The silver lining to dating someone who is emotionally and physically abusive is that they've set the bar pretty low. In contrast, everyone else you ever date will seem like Princess Charming. Of course, this silver lining is simultaneously a potential problem.
You've been dating the same type of guy or gal for years -- controlling, dominating, manipulative -- and you can't seem to break the pattern. Your friends are constantly asking: "Why are you always drawn to these type of people, when they make you so unhappy?"
Often, we find ourselves inadvertently repeating the habitual relational patterns of our family of origin. Being aware of this can allow us the space to make different decisions about how we want to be. But it's hard work. Old emotional ties can make this a sticky process.
Why is it that we gay men allow ourselves to be subjected to secret relationships with closeted men? I've gone through so much self-inflicted emotional anguish because I wanted to be with someone who, quite frankly, didn't care enough to want to be with me.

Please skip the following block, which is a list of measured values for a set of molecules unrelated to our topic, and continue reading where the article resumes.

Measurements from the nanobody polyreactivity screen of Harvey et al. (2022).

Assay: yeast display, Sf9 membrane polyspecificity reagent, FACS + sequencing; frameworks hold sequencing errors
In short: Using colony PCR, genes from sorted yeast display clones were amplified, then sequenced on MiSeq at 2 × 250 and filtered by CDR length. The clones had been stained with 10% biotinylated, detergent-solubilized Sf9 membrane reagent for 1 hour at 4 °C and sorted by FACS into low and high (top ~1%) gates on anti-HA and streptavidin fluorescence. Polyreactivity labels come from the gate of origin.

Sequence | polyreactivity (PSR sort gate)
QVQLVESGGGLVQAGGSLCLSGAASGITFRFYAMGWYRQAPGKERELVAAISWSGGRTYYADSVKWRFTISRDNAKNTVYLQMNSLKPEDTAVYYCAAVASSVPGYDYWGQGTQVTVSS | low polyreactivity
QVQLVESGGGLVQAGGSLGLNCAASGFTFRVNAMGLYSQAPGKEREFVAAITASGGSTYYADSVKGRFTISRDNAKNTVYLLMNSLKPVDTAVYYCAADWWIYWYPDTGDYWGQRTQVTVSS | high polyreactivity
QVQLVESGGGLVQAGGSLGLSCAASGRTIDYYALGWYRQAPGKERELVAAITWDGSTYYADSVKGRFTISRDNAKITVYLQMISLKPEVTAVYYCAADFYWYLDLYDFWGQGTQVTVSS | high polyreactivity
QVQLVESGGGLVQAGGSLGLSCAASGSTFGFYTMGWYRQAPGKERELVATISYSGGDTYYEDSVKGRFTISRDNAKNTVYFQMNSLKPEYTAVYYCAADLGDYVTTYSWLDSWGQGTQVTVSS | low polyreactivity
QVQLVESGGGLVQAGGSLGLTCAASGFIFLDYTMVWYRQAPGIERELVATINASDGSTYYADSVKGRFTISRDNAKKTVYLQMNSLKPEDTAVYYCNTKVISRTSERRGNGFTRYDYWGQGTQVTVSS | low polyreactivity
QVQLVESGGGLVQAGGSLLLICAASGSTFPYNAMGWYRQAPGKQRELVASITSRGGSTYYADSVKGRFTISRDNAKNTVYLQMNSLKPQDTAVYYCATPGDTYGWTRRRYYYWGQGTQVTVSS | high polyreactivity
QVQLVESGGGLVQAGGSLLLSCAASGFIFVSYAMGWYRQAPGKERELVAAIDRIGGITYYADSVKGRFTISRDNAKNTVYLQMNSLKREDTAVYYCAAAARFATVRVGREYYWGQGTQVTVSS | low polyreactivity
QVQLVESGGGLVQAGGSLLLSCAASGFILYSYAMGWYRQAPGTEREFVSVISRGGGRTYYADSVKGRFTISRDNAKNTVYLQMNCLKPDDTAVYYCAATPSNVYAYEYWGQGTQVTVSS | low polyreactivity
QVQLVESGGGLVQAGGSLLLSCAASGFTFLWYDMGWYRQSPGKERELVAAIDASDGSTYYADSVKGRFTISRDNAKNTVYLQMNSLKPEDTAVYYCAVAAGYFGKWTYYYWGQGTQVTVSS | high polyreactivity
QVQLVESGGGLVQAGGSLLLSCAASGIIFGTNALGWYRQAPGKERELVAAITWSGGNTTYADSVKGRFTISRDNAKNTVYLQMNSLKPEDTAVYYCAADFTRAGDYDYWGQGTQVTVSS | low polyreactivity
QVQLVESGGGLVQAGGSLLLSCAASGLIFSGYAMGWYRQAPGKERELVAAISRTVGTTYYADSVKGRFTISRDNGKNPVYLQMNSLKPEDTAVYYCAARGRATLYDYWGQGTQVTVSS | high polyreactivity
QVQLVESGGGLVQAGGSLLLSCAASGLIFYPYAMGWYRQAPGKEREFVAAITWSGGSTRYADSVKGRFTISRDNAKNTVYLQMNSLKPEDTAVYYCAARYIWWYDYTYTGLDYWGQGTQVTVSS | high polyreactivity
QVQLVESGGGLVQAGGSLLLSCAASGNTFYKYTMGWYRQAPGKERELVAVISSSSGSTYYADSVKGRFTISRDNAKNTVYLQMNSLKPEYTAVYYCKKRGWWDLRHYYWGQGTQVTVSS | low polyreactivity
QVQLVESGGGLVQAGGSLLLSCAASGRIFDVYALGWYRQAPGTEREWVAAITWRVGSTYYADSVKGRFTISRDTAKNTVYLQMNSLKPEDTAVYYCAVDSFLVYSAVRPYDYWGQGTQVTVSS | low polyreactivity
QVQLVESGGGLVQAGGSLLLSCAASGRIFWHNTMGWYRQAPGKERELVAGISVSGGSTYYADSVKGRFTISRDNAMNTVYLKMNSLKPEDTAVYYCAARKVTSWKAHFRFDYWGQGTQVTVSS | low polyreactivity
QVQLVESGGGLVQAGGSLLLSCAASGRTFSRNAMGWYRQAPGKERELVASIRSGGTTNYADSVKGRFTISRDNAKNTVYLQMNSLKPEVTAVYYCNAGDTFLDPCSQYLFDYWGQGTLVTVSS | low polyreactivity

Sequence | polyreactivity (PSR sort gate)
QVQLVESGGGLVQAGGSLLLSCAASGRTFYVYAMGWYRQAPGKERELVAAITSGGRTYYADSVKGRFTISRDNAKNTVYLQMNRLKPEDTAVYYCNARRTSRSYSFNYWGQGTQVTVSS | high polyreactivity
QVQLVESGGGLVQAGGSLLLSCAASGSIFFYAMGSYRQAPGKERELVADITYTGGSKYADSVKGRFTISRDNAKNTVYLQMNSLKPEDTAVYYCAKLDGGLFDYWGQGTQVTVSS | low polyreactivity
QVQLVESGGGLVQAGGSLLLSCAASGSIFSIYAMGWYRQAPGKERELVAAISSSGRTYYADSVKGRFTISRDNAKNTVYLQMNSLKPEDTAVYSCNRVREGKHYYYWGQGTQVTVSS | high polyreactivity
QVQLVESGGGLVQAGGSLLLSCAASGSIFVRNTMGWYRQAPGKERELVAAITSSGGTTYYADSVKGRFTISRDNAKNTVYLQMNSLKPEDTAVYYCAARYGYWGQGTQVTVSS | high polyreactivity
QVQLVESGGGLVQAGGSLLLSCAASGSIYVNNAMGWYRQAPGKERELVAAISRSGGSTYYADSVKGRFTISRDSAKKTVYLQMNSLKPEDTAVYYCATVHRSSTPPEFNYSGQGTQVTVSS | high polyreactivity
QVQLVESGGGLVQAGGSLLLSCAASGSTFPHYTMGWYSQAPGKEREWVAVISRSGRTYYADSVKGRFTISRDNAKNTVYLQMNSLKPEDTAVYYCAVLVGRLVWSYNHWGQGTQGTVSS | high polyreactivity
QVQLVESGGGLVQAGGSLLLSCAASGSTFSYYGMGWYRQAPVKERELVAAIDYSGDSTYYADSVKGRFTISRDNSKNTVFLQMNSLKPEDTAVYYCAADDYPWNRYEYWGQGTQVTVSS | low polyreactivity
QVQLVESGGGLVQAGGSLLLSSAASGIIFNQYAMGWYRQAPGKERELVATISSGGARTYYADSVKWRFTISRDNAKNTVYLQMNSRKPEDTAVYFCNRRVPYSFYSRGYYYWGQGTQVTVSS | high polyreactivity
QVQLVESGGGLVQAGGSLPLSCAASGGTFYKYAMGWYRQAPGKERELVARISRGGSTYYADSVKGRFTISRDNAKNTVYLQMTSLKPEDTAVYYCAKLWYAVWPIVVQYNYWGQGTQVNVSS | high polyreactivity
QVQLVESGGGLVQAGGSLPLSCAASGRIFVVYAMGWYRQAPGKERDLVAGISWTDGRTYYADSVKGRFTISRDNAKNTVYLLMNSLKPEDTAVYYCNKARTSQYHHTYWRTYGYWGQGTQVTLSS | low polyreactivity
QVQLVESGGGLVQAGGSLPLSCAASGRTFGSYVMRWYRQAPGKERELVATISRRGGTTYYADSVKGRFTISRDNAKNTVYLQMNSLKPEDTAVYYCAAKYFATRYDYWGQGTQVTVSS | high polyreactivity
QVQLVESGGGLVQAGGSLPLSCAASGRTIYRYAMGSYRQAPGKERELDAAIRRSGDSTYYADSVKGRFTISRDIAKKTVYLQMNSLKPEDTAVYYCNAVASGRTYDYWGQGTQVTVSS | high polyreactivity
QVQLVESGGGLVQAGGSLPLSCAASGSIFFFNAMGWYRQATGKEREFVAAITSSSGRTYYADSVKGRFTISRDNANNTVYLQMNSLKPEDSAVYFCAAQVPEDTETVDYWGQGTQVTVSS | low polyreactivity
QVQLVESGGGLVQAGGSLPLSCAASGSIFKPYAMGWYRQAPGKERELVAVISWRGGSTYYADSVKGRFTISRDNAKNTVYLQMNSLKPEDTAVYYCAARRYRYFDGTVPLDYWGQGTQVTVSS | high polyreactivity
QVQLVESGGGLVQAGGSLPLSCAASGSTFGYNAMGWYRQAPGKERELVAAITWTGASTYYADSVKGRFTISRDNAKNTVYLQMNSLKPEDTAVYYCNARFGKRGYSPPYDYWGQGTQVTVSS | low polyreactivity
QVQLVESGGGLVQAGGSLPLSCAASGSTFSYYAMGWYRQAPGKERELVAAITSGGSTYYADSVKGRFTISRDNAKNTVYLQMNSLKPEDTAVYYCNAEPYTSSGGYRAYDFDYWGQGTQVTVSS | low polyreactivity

Spirituality is not about becoming the person that you are supposed to be, or about doing the "spiritual" thing. To be spiritual is to compassionately welcome your truth -- what you actually feel -- whether you like that truth or not.
The cycle of overeating and obesity can be broken. Those trapped in it know what it feels like, but putting our heads in the ground and wishing it would go away will not work -- anybody who has lost weight only to gain it all back and then some knows what I mean.
Life is a journey meant to share with those close to us, and if we want the quality of our daily experiences to be as good as they can be, we need to decide who is most worthy of sharing our life with.
While unhealthy intimate unions can wreak havoc on the psyche and may inform the way in which we treat others, it's usually an insular thing. Group dysfunction, however, is far-reaching and often much more dangerous.